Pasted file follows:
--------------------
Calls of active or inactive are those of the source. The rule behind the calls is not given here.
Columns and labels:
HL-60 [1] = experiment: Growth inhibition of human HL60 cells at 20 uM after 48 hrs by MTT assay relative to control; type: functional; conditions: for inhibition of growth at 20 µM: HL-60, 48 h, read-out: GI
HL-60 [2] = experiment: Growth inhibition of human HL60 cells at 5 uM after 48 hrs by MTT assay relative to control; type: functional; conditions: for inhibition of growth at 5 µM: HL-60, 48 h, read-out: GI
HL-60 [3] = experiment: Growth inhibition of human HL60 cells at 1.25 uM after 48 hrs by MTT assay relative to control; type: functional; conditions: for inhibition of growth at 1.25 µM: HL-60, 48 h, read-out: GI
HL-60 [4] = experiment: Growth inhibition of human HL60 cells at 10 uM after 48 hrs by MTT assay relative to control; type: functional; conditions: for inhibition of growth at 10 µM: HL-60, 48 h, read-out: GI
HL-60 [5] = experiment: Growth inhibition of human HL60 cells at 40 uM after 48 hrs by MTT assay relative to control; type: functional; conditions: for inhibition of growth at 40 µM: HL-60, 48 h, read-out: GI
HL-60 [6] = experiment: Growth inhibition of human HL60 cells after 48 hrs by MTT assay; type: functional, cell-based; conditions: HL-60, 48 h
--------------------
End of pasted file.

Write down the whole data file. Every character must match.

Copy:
Calls of active or inactive are those of the source. The rule behind the calls is not given here.
Columns and labels:
HL-60 [1] = experiment: Growth inhibition of human HL60 cells at 20 uM after 48 hrs by MTT assay relative to control; type: functional; conditions: for inhibition of growth at 20 µM: HL-60, 48 h, read-out: GI
HL-60 [2] = experiment: Growth inhibition of human HL60 cells at 5 uM after 48 hrs by MTT assay relative to control; type: functional; conditions: for inhibition of growth at 5 µM: HL-60, 48 h, read-out: GI
HL-60 [3] = experiment: Growth inhibition of human HL60 cells at 1.25 uM after 48 hrs by MTT assay relative to control; type: functional; conditions: for inhibition of growth at 1.25 µM: HL-60, 48 h, read-out: GI
HL-60 [4] = experiment: Growth inhibition of human HL60 cells at 10 uM after 48 hrs by MTT assay relative to control; type: functional; conditions: for inhibition of growth at 10 µM: HL-60, 48 h, read-out: GI
HL-60 [5] = experiment: Growth inhibition of human HL60 cells at 40 uM after 48 hrs by MTT assay relative to control; type: functional; conditions: for inhibition of growth at 40 µM: HL-60, 48 h, read-out: GI
HL-60 [6] = experiment: Growth inhibition of human HL60 cells after 48 hrs by MTT assay; type: functional, cell-based; conditions: HL-60, 48 h